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MELIBOEA

MELIBOEA (Μελίβοια: Eth. Μελιβοεύς).


1.

An ancient town of Magnesia in Thessaly, mentioned by Homer as one of the places subject to Philoctetes [p. 2.320]Il. 2.717). It was situated upon the sea-coast (Hdt. 7.188; Scylax, p. 25; Apollon. 1.592), andis described by Livy (44.13) as situated at the roots of Mt. Ossa, and by Strabo (ix. p.443) as lying in the gulf between Ossa and Pelium. Leake therefore places it near Aghiá (Northern Greece, vol. iv. p. 414). Meliboea was taken and plundered by the Romans under Cn. Octavius, B.C. 168. (Liv. xliv 46: Meliboea is also mentioned by Strab. ix. p.436; Steph. B. sub voce Mela, 2.3; Plin. Nat. 4.9. s. 16.)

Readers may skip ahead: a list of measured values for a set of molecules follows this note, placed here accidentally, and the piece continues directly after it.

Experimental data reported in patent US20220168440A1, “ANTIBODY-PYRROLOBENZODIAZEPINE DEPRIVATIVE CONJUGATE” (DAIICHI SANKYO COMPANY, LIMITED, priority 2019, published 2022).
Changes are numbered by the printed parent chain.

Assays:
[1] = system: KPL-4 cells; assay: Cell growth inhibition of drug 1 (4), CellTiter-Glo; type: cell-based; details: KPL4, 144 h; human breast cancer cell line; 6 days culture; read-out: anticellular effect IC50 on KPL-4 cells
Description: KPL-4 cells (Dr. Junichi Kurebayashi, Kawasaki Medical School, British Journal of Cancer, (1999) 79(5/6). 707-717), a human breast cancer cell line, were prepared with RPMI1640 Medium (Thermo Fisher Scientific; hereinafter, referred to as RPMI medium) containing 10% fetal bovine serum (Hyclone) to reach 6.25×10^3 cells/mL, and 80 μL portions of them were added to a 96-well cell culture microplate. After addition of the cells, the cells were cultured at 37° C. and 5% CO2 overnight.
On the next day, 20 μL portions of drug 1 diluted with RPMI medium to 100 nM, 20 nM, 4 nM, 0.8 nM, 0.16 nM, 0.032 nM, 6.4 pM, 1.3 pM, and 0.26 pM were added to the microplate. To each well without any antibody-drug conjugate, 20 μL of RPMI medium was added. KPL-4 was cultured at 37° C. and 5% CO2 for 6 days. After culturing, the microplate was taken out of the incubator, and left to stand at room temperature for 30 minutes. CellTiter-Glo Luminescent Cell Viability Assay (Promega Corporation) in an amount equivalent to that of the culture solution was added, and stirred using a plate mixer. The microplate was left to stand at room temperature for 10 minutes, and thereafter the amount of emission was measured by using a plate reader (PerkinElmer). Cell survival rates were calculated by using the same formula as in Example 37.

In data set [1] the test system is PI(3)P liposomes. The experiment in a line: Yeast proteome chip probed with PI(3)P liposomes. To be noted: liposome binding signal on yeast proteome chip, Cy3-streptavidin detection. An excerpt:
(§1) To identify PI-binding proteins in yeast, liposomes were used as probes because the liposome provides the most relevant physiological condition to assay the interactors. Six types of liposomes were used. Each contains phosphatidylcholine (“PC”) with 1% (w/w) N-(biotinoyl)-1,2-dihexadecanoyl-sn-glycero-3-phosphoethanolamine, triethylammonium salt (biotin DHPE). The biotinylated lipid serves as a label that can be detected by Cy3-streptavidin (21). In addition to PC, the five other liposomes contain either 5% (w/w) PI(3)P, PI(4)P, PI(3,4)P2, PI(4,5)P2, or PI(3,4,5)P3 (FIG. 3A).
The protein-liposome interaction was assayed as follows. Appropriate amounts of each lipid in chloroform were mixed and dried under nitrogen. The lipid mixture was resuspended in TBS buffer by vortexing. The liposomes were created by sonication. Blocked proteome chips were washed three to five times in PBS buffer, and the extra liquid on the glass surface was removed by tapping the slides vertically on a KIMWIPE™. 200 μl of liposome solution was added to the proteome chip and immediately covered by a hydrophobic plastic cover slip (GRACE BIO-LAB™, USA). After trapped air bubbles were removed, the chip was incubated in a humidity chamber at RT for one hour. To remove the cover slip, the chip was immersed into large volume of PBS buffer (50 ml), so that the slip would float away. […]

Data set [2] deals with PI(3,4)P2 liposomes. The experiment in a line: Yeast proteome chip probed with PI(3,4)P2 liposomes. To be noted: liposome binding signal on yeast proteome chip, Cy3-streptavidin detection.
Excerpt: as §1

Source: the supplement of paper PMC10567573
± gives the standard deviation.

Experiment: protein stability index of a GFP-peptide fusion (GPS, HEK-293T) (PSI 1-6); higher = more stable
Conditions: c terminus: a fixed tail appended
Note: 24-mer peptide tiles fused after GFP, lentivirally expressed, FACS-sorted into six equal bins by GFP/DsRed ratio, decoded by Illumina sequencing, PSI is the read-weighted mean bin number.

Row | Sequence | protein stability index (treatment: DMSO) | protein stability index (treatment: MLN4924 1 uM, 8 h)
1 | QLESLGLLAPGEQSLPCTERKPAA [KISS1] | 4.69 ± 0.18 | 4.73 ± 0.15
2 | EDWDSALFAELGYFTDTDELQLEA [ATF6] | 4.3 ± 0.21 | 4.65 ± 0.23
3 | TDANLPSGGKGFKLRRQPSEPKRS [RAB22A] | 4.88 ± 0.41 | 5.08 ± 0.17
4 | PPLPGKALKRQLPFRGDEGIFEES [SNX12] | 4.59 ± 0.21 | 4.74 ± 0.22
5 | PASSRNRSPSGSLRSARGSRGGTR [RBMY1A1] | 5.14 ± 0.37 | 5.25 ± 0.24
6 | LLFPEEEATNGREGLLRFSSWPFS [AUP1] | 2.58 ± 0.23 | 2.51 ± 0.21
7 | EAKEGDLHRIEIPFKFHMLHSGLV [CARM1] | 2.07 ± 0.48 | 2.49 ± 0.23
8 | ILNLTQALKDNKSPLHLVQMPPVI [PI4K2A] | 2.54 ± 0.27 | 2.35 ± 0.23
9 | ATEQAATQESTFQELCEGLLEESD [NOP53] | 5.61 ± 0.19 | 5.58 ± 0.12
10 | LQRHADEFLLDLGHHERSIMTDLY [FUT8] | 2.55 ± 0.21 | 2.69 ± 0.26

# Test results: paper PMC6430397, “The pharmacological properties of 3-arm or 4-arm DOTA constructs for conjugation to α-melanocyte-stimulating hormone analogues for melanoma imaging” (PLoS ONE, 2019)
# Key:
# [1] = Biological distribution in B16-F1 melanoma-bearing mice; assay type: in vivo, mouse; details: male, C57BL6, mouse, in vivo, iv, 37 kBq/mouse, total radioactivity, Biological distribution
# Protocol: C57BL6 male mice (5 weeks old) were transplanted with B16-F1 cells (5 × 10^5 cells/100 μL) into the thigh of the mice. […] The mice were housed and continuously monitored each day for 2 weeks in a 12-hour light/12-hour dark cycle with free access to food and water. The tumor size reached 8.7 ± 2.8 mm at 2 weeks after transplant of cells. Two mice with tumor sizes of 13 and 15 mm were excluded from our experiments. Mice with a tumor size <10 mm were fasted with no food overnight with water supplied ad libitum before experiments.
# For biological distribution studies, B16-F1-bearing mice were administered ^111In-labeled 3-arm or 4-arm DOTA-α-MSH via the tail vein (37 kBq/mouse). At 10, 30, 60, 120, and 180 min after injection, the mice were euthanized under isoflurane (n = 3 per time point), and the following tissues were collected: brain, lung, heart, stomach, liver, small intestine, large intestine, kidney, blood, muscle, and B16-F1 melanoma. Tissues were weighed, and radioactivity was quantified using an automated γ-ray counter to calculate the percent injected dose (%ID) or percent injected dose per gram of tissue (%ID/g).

The Meliboean purple is said by Lucretius (2.499; Verg. A. 5.251) to have derived its name from this town. Many modern writers, however, suppose the name to have come from the small island Meliboea at the mouth of the Orontes in Syria; but there is no reason for this supposition, as the shellfish from which the purple dye is obtained is found in the present day off the coast of Thessaly.


2.

A town of Histiaeotis in Thessaly, is conjectured by Leake to be represented by Voivóda. (Liv. 36.13; Leake, Northern Greece, vol. iv. p. 536.)

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